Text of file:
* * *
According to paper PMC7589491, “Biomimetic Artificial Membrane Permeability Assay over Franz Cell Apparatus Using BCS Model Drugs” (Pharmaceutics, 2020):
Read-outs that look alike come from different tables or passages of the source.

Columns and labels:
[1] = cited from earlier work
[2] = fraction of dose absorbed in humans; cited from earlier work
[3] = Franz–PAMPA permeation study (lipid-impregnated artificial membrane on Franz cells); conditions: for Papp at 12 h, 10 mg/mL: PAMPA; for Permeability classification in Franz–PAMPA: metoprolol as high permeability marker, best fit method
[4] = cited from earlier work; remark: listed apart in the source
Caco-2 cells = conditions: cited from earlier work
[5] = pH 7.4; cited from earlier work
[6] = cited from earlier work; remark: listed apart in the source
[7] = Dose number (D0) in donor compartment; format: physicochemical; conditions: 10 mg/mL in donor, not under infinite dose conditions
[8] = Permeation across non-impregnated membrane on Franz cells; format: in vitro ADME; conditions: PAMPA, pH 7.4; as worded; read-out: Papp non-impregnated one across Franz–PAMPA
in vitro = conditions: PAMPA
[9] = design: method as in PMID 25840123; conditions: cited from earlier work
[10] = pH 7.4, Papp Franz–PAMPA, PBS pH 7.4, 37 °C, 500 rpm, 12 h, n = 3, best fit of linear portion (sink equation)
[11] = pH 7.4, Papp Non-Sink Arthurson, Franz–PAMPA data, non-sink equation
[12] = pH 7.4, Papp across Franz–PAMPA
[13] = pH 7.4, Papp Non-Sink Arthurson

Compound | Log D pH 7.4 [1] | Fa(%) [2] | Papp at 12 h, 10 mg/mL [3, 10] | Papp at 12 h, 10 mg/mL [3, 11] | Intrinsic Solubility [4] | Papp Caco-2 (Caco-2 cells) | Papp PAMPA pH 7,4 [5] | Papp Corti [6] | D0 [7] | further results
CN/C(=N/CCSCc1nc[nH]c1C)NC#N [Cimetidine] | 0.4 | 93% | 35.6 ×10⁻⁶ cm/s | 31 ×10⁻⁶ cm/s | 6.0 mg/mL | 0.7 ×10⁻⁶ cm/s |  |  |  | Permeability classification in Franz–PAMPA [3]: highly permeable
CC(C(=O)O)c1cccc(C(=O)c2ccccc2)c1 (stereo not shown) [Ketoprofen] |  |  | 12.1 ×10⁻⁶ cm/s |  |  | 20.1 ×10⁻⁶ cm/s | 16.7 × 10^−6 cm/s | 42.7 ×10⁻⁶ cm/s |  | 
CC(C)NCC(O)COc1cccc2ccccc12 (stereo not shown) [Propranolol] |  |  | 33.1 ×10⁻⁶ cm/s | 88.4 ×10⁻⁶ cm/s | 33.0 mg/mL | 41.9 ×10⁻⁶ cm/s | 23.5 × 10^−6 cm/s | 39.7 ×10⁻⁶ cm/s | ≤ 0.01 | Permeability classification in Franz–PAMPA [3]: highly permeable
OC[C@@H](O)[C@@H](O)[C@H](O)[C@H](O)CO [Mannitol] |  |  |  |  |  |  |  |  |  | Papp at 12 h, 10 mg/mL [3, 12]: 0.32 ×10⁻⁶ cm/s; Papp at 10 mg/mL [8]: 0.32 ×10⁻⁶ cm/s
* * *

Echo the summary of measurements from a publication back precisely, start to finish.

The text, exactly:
According to paper PMC7589491, “Biomimetic Artificial Membrane Permeability Assay over Franz Cell Apparatus Using BCS Model Drugs” (Pharmaceutics, 2020):
Read-outs that look alike come from different tables or passages of the source.

Columns and labels:
[1] = cited from earlier work
[2] = fraction of dose absorbed in humans; cited from earlier work
[3] = Franz–PAMPA permeation study (lipid-impregnated artificial membrane on Franz cells); conditions: for Papp at 12 h, 10 mg/mL: PAMPA; for Permeability classification in Franz–PAMPA: metoprolol as high permeability marker, best fit method
[4] = cited from earlier work; remark: listed apart in the source
Caco-2 cells = conditions: cited from earlier work
[5] = pH 7.4; cited from earlier work
[6] = cited from earlier work; remark: listed apart in the source
[7] = Dose number (D0) in donor compartment; format: physicochemical; conditions: 10 mg/mL in donor, not under infinite dose conditions
[8] = Permeation across non-impregnated membrane on Franz cells; format: in vitro ADME; conditions: PAMPA, pH 7.4; as worded; read-out: Papp non-impregnated one across Franz–PAMPA
in vitro = conditions: PAMPA
[9] = design: method as in PMID 25840123; conditions: cited from earlier work
[10] = pH 7.4, Papp Franz–PAMPA, PBS pH 7.4, 37 °C, 500 rpm, 12 h, n = 3, best fit of linear portion (sink equation)
[11] = pH 7.4, Papp Non-Sink Arthurson, Franz–PAMPA data, non-sink equation
[12] = pH 7.4, Papp across Franz–PAMPA
[13] = pH 7.4, Papp Non-Sink Arthurson

Compound | Log D pH 7.4 [1] | Fa(%) [2] | Papp at 12 h, 10 mg/mL [3, 10] | Papp at 12 h, 10 mg/mL [3, 11] | Intrinsic Solubility [4] | Papp Caco-2 (Caco-2 cells) | Papp PAMPA pH 7,4 [5] | Papp Corti [6] | D0 [7] | further results
CN/C(=N/CCSCc1nc[nH]c1C)NC#N [Cimetidine] | 0.4 | 93% | 35.6 ×10⁻⁶ cm/s | 31 ×10⁻⁶ cm/s | 6.0 mg/mL | 0.7 ×10⁻⁶ cm/s |  |  |  | Permeability classification in Franz–PAMPA [3]: highly permeable
CC(C(=O)O)c1cccc(C(=O)c2ccccc2)c1 (stereo not shown) [Ketoprofen] |  |  | 12.1 ×10⁻⁶ cm/s |  |  | 20.1 ×10⁻⁶ cm/s | 16.7 × 10^−6 cm/s | 42.7 ×10⁻⁶ cm/s |  | 
CC(C)NCC(O)COc1cccc2ccccc12 (stereo not shown) [Propranolol] |  |  | 33.1 ×10⁻⁶ cm/s | 88.4 ×10⁻⁶ cm/s | 33.0 mg/mL | 41.9 ×10⁻⁶ cm/s | 23.5 × 10^−6 cm/s | 39.7 ×10⁻⁶ cm/s | ≤ 0.01 | Permeability classification in Franz–PAMPA [3]: highly permeable
OC[C@@H](O)[C@@H](O)[C@H](O)[C@H](O)CO [Mannitol] |  |  |  |  |  |  |  |  |  | Papp at 12 h, 10 mg/mL [3, 12]: 0.32 ×10⁻⁶ cm/s; Papp at 10 mg/mL [8]: 0.32 ×10⁻⁶ cm/s